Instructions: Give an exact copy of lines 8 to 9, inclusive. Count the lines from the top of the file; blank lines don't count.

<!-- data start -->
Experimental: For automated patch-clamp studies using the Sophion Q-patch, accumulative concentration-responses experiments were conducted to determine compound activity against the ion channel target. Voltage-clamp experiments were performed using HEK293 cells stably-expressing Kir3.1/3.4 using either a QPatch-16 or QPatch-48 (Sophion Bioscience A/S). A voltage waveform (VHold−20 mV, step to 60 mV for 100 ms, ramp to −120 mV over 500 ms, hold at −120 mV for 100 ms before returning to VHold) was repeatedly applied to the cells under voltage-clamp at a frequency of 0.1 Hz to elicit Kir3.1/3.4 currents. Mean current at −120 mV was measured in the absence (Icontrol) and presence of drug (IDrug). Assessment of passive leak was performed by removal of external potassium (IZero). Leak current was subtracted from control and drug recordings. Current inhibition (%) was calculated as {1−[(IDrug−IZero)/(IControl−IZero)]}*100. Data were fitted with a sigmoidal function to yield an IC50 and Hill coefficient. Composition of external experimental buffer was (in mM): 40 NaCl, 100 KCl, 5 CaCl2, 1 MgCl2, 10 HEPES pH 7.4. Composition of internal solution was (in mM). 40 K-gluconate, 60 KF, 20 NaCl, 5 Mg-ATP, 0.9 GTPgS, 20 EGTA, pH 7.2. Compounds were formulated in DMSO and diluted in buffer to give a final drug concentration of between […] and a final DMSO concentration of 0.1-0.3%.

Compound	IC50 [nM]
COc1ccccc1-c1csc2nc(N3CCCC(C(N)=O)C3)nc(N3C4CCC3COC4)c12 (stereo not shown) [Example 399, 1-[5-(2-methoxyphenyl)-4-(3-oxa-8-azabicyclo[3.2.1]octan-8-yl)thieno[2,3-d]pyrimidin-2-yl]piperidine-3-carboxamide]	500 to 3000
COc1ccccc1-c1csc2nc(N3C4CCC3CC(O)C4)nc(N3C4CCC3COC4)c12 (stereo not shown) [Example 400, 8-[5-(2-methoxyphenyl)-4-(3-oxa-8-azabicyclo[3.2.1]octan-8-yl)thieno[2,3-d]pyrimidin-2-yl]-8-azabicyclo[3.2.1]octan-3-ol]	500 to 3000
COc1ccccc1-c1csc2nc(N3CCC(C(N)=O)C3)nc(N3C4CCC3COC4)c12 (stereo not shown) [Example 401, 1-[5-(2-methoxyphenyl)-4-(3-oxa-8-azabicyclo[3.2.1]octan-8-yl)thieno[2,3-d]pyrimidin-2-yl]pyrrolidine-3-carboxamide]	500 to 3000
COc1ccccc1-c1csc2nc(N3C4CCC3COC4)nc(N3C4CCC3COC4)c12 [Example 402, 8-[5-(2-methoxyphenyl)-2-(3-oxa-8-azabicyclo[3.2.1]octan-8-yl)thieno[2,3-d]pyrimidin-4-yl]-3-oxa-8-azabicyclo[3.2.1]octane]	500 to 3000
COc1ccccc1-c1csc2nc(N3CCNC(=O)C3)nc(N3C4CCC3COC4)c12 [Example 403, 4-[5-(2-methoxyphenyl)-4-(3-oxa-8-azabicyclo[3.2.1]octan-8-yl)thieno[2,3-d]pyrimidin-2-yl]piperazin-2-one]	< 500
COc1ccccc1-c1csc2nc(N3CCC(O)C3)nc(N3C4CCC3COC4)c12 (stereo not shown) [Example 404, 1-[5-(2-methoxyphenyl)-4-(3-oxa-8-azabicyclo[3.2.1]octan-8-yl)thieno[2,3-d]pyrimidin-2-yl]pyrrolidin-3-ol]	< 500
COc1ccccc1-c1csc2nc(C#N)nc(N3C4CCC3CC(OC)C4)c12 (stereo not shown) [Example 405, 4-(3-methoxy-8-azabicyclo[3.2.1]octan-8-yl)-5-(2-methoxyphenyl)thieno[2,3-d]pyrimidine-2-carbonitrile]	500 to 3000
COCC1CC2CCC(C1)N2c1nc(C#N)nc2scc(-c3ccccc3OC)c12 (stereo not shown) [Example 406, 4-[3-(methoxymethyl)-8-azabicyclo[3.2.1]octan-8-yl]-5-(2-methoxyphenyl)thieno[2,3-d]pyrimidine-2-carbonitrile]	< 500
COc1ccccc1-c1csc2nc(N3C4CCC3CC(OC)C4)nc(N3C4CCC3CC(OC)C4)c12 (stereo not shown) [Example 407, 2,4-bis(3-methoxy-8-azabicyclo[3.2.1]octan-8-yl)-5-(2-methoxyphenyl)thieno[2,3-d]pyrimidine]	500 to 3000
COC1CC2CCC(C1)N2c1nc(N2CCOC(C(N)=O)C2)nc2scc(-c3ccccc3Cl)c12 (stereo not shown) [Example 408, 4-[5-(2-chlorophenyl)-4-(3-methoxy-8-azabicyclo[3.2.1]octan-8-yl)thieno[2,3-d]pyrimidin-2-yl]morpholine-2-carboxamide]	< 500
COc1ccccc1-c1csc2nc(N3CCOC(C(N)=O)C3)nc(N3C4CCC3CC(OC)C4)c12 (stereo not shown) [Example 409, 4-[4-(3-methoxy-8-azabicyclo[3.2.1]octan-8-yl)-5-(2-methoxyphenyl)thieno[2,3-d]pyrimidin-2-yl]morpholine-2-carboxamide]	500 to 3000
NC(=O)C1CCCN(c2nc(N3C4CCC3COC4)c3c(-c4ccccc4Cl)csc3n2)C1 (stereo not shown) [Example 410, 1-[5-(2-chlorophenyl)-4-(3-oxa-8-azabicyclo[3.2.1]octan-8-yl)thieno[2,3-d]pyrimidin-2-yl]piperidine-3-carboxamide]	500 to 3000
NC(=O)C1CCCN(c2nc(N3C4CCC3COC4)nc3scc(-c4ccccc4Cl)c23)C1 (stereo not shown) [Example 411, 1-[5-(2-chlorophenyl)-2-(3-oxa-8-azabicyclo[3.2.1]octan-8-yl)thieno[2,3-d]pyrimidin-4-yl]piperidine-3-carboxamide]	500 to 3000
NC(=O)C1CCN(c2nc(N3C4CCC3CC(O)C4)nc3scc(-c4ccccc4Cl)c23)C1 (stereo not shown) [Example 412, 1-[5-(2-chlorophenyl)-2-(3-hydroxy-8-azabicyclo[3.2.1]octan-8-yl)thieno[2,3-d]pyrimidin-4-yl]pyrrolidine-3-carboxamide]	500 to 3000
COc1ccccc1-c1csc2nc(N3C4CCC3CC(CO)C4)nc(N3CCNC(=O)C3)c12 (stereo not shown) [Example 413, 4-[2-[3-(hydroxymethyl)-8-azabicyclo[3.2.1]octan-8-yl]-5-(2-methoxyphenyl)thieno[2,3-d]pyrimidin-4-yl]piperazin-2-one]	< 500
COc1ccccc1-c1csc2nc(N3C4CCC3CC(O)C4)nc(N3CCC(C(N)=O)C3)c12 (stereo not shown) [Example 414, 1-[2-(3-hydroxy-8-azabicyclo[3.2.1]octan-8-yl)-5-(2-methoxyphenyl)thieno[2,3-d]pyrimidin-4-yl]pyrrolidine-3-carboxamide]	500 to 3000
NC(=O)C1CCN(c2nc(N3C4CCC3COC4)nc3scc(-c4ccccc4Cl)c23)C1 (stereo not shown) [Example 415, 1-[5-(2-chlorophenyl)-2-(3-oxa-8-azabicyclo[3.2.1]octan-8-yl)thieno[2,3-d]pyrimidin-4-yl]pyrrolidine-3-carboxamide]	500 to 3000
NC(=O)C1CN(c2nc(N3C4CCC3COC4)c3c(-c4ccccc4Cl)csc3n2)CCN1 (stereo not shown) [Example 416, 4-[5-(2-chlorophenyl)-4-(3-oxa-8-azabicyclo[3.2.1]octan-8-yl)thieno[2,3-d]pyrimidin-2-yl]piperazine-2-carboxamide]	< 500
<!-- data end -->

COc1ccccc1-c1csc2nc(N3CCC(O)C3)nc(N3C4CCC3COC4)c12 (stereo not shown) [Example 404, 1-[5-(2-methoxyphenyl)-4-(3-oxa-8-azabicyclo[3.2.1]octan-8-yl)thieno[2,3-d]pyrimidin-2-yl]pyrrolidin-3-ol]	< 500
COc1ccccc1-c1csc2nc(C#N)nc(N3C4CCC3CC(OC)C4)c12 (stereo not shown) [Example 405, 4-(3-methoxy-8-azabicyclo[3.2.1]octan-8-yl)-5-(2-methoxyphenyl)thieno[2,3-d]pyrimidine-2-carbonitrile]	500 to 3000